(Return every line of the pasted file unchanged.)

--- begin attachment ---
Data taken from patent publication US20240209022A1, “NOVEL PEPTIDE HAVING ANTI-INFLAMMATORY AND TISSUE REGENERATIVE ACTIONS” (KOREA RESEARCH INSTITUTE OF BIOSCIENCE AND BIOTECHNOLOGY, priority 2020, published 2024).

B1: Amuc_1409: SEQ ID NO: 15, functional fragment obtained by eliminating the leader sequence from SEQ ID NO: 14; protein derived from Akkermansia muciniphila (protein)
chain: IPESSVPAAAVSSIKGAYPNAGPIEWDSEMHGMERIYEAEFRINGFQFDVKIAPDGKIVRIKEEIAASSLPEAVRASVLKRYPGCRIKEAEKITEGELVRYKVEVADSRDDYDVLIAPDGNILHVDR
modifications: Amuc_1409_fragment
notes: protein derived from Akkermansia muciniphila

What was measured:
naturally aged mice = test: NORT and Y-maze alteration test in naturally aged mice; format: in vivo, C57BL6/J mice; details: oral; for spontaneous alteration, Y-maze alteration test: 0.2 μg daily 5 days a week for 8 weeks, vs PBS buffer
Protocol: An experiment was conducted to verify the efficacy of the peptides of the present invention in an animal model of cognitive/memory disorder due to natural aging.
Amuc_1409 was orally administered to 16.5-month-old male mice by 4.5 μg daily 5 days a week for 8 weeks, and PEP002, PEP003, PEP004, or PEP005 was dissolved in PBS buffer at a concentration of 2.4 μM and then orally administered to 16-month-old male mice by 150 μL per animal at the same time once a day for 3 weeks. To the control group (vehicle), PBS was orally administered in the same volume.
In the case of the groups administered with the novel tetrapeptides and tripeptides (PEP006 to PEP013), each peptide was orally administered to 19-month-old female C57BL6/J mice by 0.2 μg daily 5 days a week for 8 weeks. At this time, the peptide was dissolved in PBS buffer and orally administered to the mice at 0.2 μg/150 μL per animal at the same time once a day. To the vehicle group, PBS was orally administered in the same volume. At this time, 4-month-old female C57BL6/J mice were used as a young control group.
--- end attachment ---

Data taken from patent publication US20240209022A1, “NOVEL PEPTIDE HAVING ANTI-INFLAMMATORY AND TISSUE REGENERATIVE ACTIONS” (KOREA RESEARCH INSTITUTE OF BIOSCIENCE AND BIOTECHNOLOGY, priority 2020, published 2024).

B1: Amuc_1409: SEQ ID NO: 15, functional fragment obtained by eliminating the leader sequence from SEQ ID NO: 14; protein derived from Akkermansia muciniphila (protein)
chain: IPESSVPAAAVSSIKGAYPNAGPIEWDSEMHGMERIYEAEFRINGFQFDVKIAPDGKIVRIKEEIAASSLPEAVRASVLKRYPGCRIKEAEKITEGELVRYKVEVADSRDDYDVLIAPDGNILHVDR
modifications: Amuc_1409_fragment
notes: protein derived from Akkermansia muciniphila

What was measured:
naturally aged mice = test: NORT and Y-maze alteration test in naturally aged mice; format: in vivo, C57BL6/J mice; details: oral; for spontaneous alteration, Y-maze alteration test: 0.2 μg daily 5 days a week for 8 weeks, vs PBS buffer
Protocol: An experiment was conducted to verify the efficacy of the peptides of the present invention in an animal model of cognitive/memory disorder due to natural aging.
Amuc_1409 was orally administered to 16.5-month-old male mice by 4.5 μg daily 5 days a week for 8 weeks, and PEP002, PEP003, PEP004, or PEP005 was dissolved in PBS buffer at a concentration of 2.4 μM and then orally administered to 16-month-old male mice by 150 μL per animal at the same time once a day for 3 weeks. To the control group (vehicle), PBS was orally administered in the same volume.
In the case of the groups administered with the novel tetrapeptides and tripeptides (PEP006 to PEP013), each peptide was orally administered to 19-month-old female C57BL6/J mice by 0.2 μg daily 5 days a week for 8 weeks. At this time, the peptide was dissolved in PBS buffer and orally administered to the mice at 0.2 μg/150 μL per animal at the same time once a day. To the vehicle group, PBS was orally administered in the same volume. At this time, 4-month-old female C57BL6/J mice were used as a young control group.